Typical NSAIDs include Rimadyl, Previcox, Meloxicam, and Deracoxib. These drugs typically have very few side effects, but kidney, liver, or digestive problems could develop in rare cases. While the severe side effects are somewhat rare, they can be caught as long as you monitoring your pooch.

If you see your dog exhibiting changes in his behavior or suffering a loss of appetite, this could be a sign of an NSAID-fueled issue occurring. You could also see various physical issues crop up, such as the development of scabby, red skin or tarry and/or runny stool. As soon as you see these signs, go to the vet without delay.

In some cases, your vet could prescribe a painkiller that’s a little heavier duty than mere aspirin. These special painkillers usually are given in conjunction with special issues where the pain is more than temporary.

For instance, your vet could prescribe Amanadine; a painkiller that could help quell the effects of pain derived from arthritis, cancer, or disk disease. Your vet could also prescribe Gabapentin, which hones in on pain derived from nerve damage. If you have an older dog, your vet could administer Tramadol to help with perpetual discomfort.

Sometimes, vets will prescribe supplements to not only thwart pain, but to also help reverse damage that could cause the pain itself. For instance, your vet could prescribe glucosamine if your dog is suffering from weakened cartilage or muscle atrophy. This could accelerate muscle and cartilage repair while it helps minimize pain.

Diet and Pain Prevention

If you’re a little skittish on giving your dog vet-prescribed aspirin, you can help lessen his pain by modifying his diet. This is especially the case if your dog is suffering from a chronic pain issue, such as arthritis. There are a few dietary regiments that you and your vet can deploy to bring about relief.

For instance, foods that have an increased amount of omega-3 fatty acids can help to reduce joint inflammation and its associated pain. Also, switching to a low caloric, high protein diet could allow overweight dogs to lose weight without losing muscle mass, which could also reduce inflammation.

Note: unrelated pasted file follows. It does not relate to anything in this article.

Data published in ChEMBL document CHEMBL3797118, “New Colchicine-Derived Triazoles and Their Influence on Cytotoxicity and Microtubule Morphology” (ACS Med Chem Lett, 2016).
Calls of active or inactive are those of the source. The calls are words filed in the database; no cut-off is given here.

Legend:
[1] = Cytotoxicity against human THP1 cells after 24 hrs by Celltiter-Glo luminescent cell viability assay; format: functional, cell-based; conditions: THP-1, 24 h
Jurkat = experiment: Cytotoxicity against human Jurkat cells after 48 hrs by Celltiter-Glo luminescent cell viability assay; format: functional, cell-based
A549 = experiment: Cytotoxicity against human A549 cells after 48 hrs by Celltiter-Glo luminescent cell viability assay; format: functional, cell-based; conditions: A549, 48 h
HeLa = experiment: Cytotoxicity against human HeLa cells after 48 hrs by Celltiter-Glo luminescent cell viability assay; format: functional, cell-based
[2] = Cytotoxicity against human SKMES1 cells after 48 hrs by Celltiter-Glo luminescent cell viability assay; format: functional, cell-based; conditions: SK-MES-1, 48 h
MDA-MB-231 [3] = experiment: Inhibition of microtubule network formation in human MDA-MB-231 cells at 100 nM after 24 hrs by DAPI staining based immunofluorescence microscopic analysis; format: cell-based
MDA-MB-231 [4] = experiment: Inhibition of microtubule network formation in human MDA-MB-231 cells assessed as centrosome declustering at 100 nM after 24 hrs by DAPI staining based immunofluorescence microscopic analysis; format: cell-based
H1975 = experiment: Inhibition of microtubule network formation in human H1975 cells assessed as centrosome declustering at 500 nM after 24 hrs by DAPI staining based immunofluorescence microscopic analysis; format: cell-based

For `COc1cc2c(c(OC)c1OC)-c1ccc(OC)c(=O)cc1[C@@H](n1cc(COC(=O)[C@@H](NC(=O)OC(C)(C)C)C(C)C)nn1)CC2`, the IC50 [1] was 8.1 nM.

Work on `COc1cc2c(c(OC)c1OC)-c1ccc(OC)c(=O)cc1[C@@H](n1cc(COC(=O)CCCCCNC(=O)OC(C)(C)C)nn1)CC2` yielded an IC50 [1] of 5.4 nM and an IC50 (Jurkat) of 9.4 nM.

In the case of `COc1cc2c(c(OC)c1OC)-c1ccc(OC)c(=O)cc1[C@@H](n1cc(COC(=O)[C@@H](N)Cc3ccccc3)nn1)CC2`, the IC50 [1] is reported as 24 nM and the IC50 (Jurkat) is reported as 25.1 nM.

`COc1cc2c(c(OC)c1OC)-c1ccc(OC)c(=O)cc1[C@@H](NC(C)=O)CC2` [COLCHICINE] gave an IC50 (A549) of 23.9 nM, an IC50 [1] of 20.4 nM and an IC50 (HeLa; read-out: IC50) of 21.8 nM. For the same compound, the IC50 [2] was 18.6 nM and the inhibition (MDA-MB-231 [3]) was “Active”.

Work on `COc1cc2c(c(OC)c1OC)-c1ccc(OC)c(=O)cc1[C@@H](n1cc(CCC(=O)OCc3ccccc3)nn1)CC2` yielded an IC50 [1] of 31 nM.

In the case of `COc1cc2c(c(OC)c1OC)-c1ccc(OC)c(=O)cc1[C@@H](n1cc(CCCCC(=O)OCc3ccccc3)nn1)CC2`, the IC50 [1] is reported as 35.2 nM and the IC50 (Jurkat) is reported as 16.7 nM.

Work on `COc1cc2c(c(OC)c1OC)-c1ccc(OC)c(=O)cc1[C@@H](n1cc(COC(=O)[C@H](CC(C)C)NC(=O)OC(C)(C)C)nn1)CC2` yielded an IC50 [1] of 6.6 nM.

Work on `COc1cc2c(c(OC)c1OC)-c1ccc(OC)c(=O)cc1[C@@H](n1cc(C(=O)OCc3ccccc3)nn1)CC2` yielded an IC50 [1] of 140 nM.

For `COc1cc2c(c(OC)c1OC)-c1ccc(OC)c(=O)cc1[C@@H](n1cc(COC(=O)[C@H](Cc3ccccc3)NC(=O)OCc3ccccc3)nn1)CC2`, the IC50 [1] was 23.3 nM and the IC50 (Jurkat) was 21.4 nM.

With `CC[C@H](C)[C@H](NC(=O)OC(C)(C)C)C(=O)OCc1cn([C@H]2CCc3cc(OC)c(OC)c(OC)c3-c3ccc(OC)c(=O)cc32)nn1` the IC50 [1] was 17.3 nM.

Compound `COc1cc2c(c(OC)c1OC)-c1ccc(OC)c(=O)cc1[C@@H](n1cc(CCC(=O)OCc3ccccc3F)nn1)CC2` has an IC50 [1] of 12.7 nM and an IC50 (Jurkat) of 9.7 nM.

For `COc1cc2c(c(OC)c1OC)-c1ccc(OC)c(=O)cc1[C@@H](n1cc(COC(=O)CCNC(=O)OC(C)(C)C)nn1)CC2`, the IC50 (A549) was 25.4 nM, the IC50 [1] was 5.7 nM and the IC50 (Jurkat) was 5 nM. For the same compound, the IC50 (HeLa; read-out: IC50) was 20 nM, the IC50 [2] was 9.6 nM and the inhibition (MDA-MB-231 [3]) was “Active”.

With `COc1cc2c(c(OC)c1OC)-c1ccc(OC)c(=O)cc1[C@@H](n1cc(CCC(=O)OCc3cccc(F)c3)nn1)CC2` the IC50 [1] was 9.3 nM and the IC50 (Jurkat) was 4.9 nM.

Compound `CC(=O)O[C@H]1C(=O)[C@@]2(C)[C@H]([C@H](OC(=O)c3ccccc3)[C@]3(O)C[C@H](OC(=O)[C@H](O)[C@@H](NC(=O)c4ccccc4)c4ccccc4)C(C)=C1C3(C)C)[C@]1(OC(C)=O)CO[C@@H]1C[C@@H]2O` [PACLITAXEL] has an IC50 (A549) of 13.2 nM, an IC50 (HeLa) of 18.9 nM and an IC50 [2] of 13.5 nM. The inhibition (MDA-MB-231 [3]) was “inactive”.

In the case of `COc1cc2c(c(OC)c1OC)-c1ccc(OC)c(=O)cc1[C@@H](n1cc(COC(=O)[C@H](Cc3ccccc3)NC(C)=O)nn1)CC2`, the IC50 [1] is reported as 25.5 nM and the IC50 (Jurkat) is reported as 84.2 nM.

What Should I Do If My Dog Accidentally Eats Aspirin?

While you should (hopefully) know by now that you shouldn’t be giving your pooch a painkiller, that doesn’t necessarily mean he won’t help himself to a pill or two that accidentally fell to the floor. If this happens, there are a few steps you need to take for sake of your dog’s health.

The most important thing to do is to remain calm. You never want to show your pooch that your panicked over his health, because that will only serve to agitate him even more. This could end up causing him more discomfort.

Take your dog to the vet’s office or emergency pet hospital immediately. Don’t play the “wait and see what happens” game in this situation. Remember, taking in too much aspirin is essentially an overdose for your dog – be sure to treat it like one.

You should call the vet office before arriving, as you may be instructed to induce vomiting. Once at the vet’s office, he or she will run a battery of tests to obtain a conclusive and accurate diagnosis. Your dog’s treatment for the condition will largely depend on this diagnosis.

It should be noted that if you’re seeing symptoms that seemingly point to excess aspirin ingestion, that doesn’t mean he’s suffering from the condition. Other serious illnesses such as pancreatitis have symptoms that closely mimic that of aspirin toxicity. Only a succinct diagnosis from your vet will let you know precisely what’s happening.

Taking Preventative Measures

If you have a dog in the house, it is important that you treat storage for your aspirin and other medications in the same manner you’d treat them if children were in the home. Keep aspirin out of the reach of your dogs at all times.

While you do this, don’t underestimating your pooch’s intelligence or penchant for nosiness. Dogs are inherently curious, and some dogs are bred to be detectives of sorts. Make sure your idea of keeping it out of his reach isn’t a place where he can poke around easily.

Be Very Careful With Your Dog

Dogs and aspirin can be a somewhat tricky subject to breach, just because its proper usage can sometimes be so misunderstood. But as long as you keep in mind that the only person allowed to give your dog an aspirin is your veterinarian, you’ll be in good shape. Eventually, your dog will be in good shape, too.